A method is also provided for demodulating information channels in a plurality of sample streams, derived from corresponding carrier frequencies. The method comprises accepting a plurality of sample streams; selecting a sample stream from among the plurality of sample streams; and, providing soft symbols from the selected sample steam. Each sample stream includes a plurality of information channels, so that providing soft symbols includes providing soft symbols from a plurality of demodulated information channels in the selected sample stream.
The carriers 104–108 are input into a 90 degree phase shift block 110, where the in-phase and quadrature-phase portions of the carrier signal are separated into I and Q channels. Carriers A, B, and C are output from the 90 degree phase shift block 110 and provided to the A/D converter 112, where they are converted into respective sample streams A, B, and C. The sample streams are provided to each of the demodulating fingers, including demodulating finger A (114), demodulating finger B (116), demodulating finger C (118), and demodulating finger n (120), where n can be any whole number. In a preferred aspect of the invention, n=6. As shown, the data lines connecting the A/D converter 112 and the demodulating fingers 114–120 actually represent a plurality of sample streams, each having I and Q channels.
A controller 122 is shown having an output connected to a sample stream selection input of each of the demodulating fingers 114–120. The controller 122 supplies commands to each demodulating finger that select the sample stream to be demodulated. That is, each demodulating finger selects a sample stream from the plurality of sample streams in response to sample stream selection commands from the controller 122. In response to the sample stream selection commands, each demodulating finger provides soft symbols from the selected sample stream to a combiner (not shown).
To demodulate the selected sample stream, each demodulating finger must essentially reverse the spreading and covering process described in the explanation of
A MUX 200 has a plurality of sample stream inputs connected to the demodulating finger sample stream input. As shown, MUX 200 has three sample stream inputs corresponding to the three sample streams. MUX 200 also has a sample stream selection input connected to the demodulating finger sample stream selection input to accept commands from the controller 122 (not shown). Once again it should be noted that the MUX 200 is not limited to any particular number of inputs or sample streams. The MUX 200 selects a sample stream in response to the selection commands and provides the selected sample stream at an output. For simplicity, the I and Q channels of the sample streams are represented with a single data line.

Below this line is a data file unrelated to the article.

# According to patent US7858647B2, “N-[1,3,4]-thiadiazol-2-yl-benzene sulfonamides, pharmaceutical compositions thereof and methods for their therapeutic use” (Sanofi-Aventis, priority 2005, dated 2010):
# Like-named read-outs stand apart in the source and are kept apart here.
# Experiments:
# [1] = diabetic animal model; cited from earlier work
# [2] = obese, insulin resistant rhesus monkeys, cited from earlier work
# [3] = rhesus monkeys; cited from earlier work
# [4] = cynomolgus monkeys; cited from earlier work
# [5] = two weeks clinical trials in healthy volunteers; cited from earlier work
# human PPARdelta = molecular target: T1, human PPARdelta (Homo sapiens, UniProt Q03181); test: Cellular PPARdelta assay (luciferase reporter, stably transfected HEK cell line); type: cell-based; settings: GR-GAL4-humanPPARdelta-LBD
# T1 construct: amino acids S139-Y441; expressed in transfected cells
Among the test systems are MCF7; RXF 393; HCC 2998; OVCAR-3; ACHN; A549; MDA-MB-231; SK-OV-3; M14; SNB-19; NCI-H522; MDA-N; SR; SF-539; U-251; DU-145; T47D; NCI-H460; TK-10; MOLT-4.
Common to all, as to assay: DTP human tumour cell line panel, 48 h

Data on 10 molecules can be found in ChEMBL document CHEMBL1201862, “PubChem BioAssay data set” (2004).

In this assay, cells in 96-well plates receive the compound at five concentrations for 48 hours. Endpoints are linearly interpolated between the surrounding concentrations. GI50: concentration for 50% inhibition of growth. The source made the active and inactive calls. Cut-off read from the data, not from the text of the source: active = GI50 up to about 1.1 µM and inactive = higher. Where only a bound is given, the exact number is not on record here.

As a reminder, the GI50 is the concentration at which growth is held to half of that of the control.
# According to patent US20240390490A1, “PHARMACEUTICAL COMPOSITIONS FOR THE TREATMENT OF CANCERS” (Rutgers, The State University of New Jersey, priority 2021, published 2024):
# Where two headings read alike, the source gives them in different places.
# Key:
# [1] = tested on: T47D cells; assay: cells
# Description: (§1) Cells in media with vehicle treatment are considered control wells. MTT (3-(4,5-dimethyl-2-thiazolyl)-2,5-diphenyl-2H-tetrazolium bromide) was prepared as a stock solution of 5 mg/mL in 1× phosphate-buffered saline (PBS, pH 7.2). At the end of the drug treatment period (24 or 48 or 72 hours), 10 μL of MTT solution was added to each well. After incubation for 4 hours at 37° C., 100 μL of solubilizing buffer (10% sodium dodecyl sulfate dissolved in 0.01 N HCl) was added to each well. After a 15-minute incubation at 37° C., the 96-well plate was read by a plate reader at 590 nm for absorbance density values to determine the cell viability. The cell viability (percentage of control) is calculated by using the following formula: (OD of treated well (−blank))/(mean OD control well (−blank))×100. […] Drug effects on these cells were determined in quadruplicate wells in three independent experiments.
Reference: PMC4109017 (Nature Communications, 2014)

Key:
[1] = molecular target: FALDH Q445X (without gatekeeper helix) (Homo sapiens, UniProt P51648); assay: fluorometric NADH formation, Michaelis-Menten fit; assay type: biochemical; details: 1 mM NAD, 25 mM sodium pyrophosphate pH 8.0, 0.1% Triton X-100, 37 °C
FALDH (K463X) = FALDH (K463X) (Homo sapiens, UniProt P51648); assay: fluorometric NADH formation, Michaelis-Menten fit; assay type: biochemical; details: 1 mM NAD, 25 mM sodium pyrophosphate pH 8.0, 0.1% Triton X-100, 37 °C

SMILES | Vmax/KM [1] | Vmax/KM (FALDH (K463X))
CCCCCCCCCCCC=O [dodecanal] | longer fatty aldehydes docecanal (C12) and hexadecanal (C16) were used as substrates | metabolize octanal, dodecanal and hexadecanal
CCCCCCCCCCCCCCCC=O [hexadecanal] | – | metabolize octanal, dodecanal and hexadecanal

The output of MUX 200 is connected to a despreading unit 202 which has an input to accept the I and Q channels of the selected sample stream. Despreading unit 202 also has a input, connected to the demodulating finger code input, to accept the PN sequence used to despread the selected sample stream. As explained above, separate I and Q PN sequences are required. The despread sample stream output from despreading unit 202 is supplied to the sample stream input of a plurality of finger channels. Specifically, the sample streams are supplied to a plurality of uncovering units 204–208 associated with finger channels 210–214, respectively. Finger channels 210–214, with uncovering units 204–208, are depicted, but the invention is not limited to any particular number of finger channels. Each of the uncovering units 204–208 accepts a Walsh code from the demodulating finger code input, and ultimately, from the code generator 126 (see
For example, sample stream A is selected for demodulation by demodulating finger A (114). Referring briefly to
The outputs of the uncovering units 204–208 are provided to respective accumulators 216–220 where the soft symbols are accumulated. The soft symbols are output by each finger channel 210–214, which are connected to the demodulating finger soft symbol output and, ultimately, to combiner 124 (see
In some aspects of the invention, the accepting of the plurality of sample streams in Step 302 includes each sample stream having an information channel, and the providing soft symbols in Step 306 includes providing soft symbols from a demodulated information channel in the selected sample stream. The method includes Step 305 a, which accepts a Walsh code. Then, Step 305 b uncovers the information channel with the Walsh code. Typically, the accepting of the plurality of sample streams in Step 302 includes each sample stream having a plurality of information channels, and the providing the soft symbols in Step 306 includes providing soft symbols from a plurality of demodulated information channels in the selected sample stream.
In some aspects of the invention, the selecting of a sample stream in Step 304 includes selecting each sample stream from the plurality of sample streams, so that Step 306 provides soft symbols from each of the plurality of sample streams.